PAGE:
The subject of the invention is a hydraulic damper, in particular for a motor vehicle suspension, comprising: a cylindrical envelope containing a fluid; a piston slidably mounted in the cylindrical envelope and comprising at least one orifice for the fluid; a rod connected to the piston; damping means at the end of the sliding stroke of the piston in the cylindrical envelope; remarkable in that the damping means comprise a rotary valve in contact with the piston, adapted to modulate the passage section of the or at least one of the orifices of the piston; means for rotating the valve with respect to the piston as a function of the sliding position of the piston in the cylindrical envelope. The piston may comprise means for restricting the passage section of the orifices, distinct from the valve and designed to provide a damping function outside the end-of-stroke zone. The damping function at the end of the stroke can be in "attack", that is to say when the rod and the piston sink or enter the cylindrical envelope but also in "relaxation", that is to say that is, when the stem comes out of the cylindrical envelope. The means of rotation of the valve with respect to the piston as a function of the sliding position of the piston in the cylindrical envelope may take several forms. According to an advantageous embodiment of the invention, the rod is a hollow rod and the means of rotation of the valve relative to the piston comprise an indexed rod slidably mounted in the hollow rod and extending outside the hollow rod, so to be able to come into contact with a bottom wall of the cylindrical envelope, the indexed rod being indexed in rotation with the hollow rod and the valve. The bottom wall may be at each of the two ends of the cylindrical envelope, namely at a first end through which the hollow stem extends and at a second end opposite to the first.
According to an advantageous embodiment of the invention, the indexed rod is connected in rotation with the hollow rod and comprises on its outer surface at least one helical groove cooperating with the valve for its rotation as a function of the driving position of the stem indexed in the hollow stem. According to an advantageous embodiment of the invention, the indexed rod comprises a first portion slidably housed in the hollow rod and connected in rotation therewith and a second portion comprising the helical groove or grooves. According to an advantageous embodiment of the invention, the damping means comprise resilient biasing means capable of pulling out the indexed rod from the hollow rod when the hollow rod and the piston move away from the bottom wall of the envelope. cylindrical. According to an advantageous embodiment of the invention, the elastic return means comprise a compression spring housed in the hollow rod and exerting a force on the indexed rod. According to an advantageous embodiment of the invention, the valve is a disk provided with at least one orifice configured to be able to modulate the passage section of the or at least one of the orifices of the piston. According to an advantageous embodiment of the invention, the valve is linked in translation to the piston, the valve being preferably housed in a generally circular cavity of the piston. The valve may however be free to slide axially relative to the piston on a limited stroke. This allows the piston valve to detach during a reverse movement to that of the cushioned movement at the end of the stroke. According to an advantageous embodiment of the invention, the valve is disposed on the face of the piston which is directed towards the damped end position. The invention also relates to a motor vehicle comprising a structure, wheels and suspension means between the wheels and the structure, the suspension means comprising at least one hydraulic damper, remarkable in that the or the hydraulic dampers are in accordance to the invention. The measures of the invention are interesting in that they make it possible to achieve a hydraulic stop function in a damper, and this with a limited number of parts. Indeed, the hollow stem and the piston are in principle still part of a conventional damper. To achieve the hydraulic stop function according to the invention, it is then essentially necessary to provide a suitable section at the inner surface of the hollow rod, to slightly modify the piston and to provide the indexed rod and the valve. Other features and advantages of the present invention will be better understood with the help of the description and the drawings among which: FIG. 1 is a schematic perspective view of a damper according to the invention; - Figure 2 is a longitudinal sectional view of the piston and a portion of the rod of the damper of Figure 2; FIG. 3 is a perspective view of the lower face of the piston of the damper of FIGS. 1 and 2; FIG. 4 is a first view in transparency of the bottom of the shock absorber of FIGS. 1 to 3, at the beginning of the gradual end-of-stroke damping; FIG. 5 is a second view in transparency of the bottom of the damper of FIGS. 1 to 3, at the beginning of progressive damping zone at the end of the stroke; - Figure 6 is a bottom view of the piston and the rotary valve in an angular position where it reduces the passage section for the fluid; - Figure 7 is a sectional view of the piston and the rotary valve in an angular position where it reduces the passage section for the fluid. Figures 1 to 7 are different views illustrating an embodiment of the invention. FIG. 1 is a schematic view in transparency of a damper 2 essentially comprising a generally cylindrical casing 4, a piston 6 slidably mounted in the cylindrical casing 4 and a rod 8 connected to the piston 4. The piston 6 comprises an indexed rod 10 projecting from the rod 8 and directed towards the bottom 5 of the cylindrical envelope. The cylindrical envelope is filled with a fluid, preferably an incompressible fluid such as oil. The rod 8 is intended to be connected at its free end to a first element such as the structure of a vehicle and the cylindrical envelope 4 is intended to be mechanically connected to a second element such as the wheel hub of a vehicle . The displacements of the wheel with respect to the structure of the vehicle during its displacement modify the sizes of the two chambers delimited by the piston 6 in the cylindrical envelope 4. They thus force a displacement of the oil contained in the cylindrical envelope 4 to the other through holes (not shown in Figure 1) in the piston 6. It should be noted that the latter may comprise a stack of flexible valves cooperating with the orifices of the piston to ensure a desired amortization on the main work area of his race. Such measurements are well known per se to those skilled in the art and will therefore not be detailed. FIG. 2 is a sectional view of the piston of the damper of FIG. 1 and FIG. 3 is a view of the face of the piston oriented towards the indexed rod 10. It can be seen that the rod 8 connected to the piston is hollow and that the indexed rod 10 is slidably mounted inside the rod 8. It can also be observed that the piston comprises on its side facing the side of the indexed rod, a valve 14 of generally circular shape, in the manner of a disc. This valve 14 comprises a series 25 orifices 16 substantially corresponding to the orifices 12 of the piston, so as not to substantially modify their passage section when the valve is disposed with its orifices opposite the orifices 12 of the piston. The rod 10 is said indexed to the extent that its displacement relative to the rod 8 and the valve 14 will cause the rotation of the latter relative to the piston. In this case, the indexed rod 10 comprises a first portion sliding in the hollow rod 8 and connected in rotation therewith. To do this, the first portion 20 may have a non-circular outer surface, substantially corresponding to the outer surface of the hollow rod 8. For example, the first portion 20 of the indexed rod 10 and the inner surface of the rod hollow may have one or more grooves oriented in the axial direction, these grooves ensuring a rotational connection between the two rods while allowing their relative axial sliding. The indexed rod 10 comprises a second portion corresponding essentially to the remainder of the rod as illustrated in FIG. 2, this second portion comprising on its outer surface at least one helical groove 18. This groove cooperates with a lug (not visible) of the valve 14 so as to form a connection in rotation between the indexed rod 10 and the valve 14, this connection, however, allowing the rod 10 to slide relative to the valve 14. As will be detailed below, the pitch of the or helical grooves is very large. In other words, the angular variation of the groove 18 changes little with respect to the position its axial position along the rod 10. The reason is that the valve undergoes a small amplitude of rotation on the total stroke of the rod 10 By way of example, the angular travel of the valve may be between 1 ° and 20 °, preferably between 5 ° and 15 ° for an axial stroke of the rod of between 10 mm and 100 mm, preferably between 15 mm and 80 mm, more preferentially between 20mm and 70mm. It should be noted, however, that these values are examples of values, which may vary and deviate from the examples mentioned above, in particular according to the application in question. FIGS. 4 and 5 illustrate, in transparency, the lower part of the damper of the preceding figures, when the piston is moving closer to its end-of-travel position against the bottom 22 of the cylindrical envelope 4, at a position where begins the hydraulic damping of end of race. Indeed, the indexed rod 10 has come into contact with the bottom 22 of the cylindrical casing 4. In this position, the valve 14 in position where its orifices are opposite the orifices 12 of the piston 6 and generates no damping additional to that generated by the orifices 12 and the stacks of flexible claps (not shown). When the piston moves down further with respect to the position illustrated in FIGS. 4 and 5, the indexed rod 10 slides in the hollow rod 8 and causes the valve 14 to rotate relative to the piston 6. This situation is illustrated in FIGS. it can be observed that the orifices 16 of the valve 14 are offset relative to the orifices 12 of the piston and thus limit their equivalent section. The progressive throttling achieved by the displacement of the valve generates a significant pressure difference between the face of the valve which is in the compression chamber and its opposite face against the piston, the pressure on the face in the compression chamber being greater than that on the opposite side. As a result, the valve is naturally pressed against the piston in this damping phase at the end of the race. However, means can be provided to keep it in place. More particularly, the valve is housed in a recess-shaped cavity on the face of the piston directed towards the compression chamber. A circlip (not shown) housed in an internal groove of the cavity may, for example, ensure the maintenance of the valve 14 in this cavity. The movement of movement of the piston from its end position is thus hydraulically braked in a progressive manner. The orifices 16 of the valve and the configuration of the groove or grooves may be sized to ensure the desired damping characteristic. This can be very high at the end of the race, so as to avoid tailgating of the damper. During a detent movement, that is to say a relative movement between the piston and the cylindrical casing, which is opposite to the compression movement just described, a spring (not shown) disposed in the hollow rod and exerting an elastic force on the indexed rod 10 will gradually move said rod in an output direction thereof so as to move the valve 14 in rotation in opposite direction to a position where the end of the rod no longer touches the bottom of the cylindrical casing and the orifices 12 of the piston return to their initial section. The valve 14 may optionally be movable in translation over a reduced stroke, this stroke being able for example to correspond to a portion of the depth of the cavity of the piston in which the valve is housed. Such a measurement would then allow detachment of the valve 14 relative to the piston and thus a rapid increase in the passage section, which can correspond essentially to that of the orifices 12 of the piston 6.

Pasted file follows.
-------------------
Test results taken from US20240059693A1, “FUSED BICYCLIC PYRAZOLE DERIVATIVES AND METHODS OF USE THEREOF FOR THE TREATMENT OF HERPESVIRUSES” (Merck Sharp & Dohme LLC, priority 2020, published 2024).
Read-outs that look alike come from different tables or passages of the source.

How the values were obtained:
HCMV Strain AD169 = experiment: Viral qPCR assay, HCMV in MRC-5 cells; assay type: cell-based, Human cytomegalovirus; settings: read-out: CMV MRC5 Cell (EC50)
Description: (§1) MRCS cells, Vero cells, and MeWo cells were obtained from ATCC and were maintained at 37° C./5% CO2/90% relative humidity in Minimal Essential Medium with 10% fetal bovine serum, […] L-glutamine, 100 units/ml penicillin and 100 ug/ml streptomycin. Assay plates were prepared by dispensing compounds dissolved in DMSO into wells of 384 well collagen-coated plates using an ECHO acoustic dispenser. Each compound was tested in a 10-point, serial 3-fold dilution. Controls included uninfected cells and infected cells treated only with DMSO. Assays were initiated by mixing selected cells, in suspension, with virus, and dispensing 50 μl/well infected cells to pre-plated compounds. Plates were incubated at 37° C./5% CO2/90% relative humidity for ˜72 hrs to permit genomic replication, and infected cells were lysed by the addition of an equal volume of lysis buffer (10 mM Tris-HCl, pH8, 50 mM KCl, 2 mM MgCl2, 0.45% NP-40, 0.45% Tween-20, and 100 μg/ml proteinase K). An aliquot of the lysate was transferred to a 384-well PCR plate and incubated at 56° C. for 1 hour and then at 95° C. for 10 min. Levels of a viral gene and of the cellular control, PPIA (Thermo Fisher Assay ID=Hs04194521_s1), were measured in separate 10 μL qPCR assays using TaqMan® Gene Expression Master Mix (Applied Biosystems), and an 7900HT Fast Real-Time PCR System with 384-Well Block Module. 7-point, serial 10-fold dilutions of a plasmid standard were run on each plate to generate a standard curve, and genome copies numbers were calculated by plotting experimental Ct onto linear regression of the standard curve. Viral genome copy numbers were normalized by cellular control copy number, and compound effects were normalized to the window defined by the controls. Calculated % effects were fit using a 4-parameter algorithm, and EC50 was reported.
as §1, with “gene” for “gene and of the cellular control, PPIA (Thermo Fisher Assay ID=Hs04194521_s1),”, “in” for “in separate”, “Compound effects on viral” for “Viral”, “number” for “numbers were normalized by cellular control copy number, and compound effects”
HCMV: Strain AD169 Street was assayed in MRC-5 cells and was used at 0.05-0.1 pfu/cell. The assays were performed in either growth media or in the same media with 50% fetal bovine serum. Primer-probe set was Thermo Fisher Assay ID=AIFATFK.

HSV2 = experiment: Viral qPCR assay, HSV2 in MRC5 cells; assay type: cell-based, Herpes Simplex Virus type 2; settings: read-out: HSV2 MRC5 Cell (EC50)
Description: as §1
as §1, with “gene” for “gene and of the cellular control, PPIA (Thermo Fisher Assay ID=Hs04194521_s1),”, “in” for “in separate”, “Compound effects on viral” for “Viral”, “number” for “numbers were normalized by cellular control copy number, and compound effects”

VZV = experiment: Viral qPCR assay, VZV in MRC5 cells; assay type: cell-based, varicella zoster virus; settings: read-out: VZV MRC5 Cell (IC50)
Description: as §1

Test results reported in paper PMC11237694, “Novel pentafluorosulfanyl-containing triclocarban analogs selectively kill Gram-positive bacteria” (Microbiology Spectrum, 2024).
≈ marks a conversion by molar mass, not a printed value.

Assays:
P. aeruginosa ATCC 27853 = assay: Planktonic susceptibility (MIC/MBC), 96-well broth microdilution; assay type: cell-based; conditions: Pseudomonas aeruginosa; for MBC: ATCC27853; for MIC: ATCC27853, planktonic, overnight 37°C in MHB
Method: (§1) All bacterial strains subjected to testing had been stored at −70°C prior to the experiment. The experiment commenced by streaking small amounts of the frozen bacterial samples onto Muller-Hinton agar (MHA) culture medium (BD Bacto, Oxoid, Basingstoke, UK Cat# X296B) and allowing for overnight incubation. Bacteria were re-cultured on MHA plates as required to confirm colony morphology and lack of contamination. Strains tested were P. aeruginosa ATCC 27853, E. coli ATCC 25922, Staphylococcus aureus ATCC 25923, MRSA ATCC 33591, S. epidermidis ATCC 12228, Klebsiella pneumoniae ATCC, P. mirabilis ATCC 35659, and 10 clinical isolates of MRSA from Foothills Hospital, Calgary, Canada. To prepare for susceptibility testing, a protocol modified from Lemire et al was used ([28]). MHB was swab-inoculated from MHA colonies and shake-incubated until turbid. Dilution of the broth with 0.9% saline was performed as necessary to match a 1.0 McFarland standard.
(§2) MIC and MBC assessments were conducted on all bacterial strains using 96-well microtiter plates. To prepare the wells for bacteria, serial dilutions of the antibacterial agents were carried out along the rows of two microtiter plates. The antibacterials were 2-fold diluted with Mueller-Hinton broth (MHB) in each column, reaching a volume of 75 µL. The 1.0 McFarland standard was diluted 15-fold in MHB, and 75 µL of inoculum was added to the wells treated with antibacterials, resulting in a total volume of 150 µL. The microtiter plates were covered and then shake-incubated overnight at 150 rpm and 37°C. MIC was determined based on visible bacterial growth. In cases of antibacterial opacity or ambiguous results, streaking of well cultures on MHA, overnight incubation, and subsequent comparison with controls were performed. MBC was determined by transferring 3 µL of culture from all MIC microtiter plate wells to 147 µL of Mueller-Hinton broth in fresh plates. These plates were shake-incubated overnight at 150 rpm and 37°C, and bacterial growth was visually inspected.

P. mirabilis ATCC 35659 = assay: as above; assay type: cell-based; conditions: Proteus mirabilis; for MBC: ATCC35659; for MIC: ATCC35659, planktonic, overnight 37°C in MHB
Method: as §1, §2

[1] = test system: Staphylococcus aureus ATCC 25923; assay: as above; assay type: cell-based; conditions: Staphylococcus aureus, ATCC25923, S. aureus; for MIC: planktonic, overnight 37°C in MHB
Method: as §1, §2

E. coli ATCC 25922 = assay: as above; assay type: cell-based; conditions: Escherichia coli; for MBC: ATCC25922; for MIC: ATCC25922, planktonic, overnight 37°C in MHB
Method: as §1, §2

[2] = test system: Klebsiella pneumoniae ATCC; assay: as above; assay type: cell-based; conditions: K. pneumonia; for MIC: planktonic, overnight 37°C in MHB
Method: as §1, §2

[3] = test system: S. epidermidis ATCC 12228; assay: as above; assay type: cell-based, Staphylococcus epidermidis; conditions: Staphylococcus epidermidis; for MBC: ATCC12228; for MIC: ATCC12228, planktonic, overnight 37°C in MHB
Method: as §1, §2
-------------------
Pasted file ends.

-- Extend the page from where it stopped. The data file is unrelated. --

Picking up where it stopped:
It should be noted that the damping force of the hydraulic stop that has just been described is a function of the speed of movement of the piston relative to the cylindrical envelope. This means that the damping will be all the more important as the sliding speed is large and vice versa. In the context of a motor vehicle suspension damper, it may be useful to provide in addition to this hydraulic stop, an elastic mechanical stop, particularly for rolling situations where the sliding speed is low and the damper is in large settling pattern in steady state. This is particularly the case when the shock absorbers of the outer wheels of a vehicle traveling on a roundabout.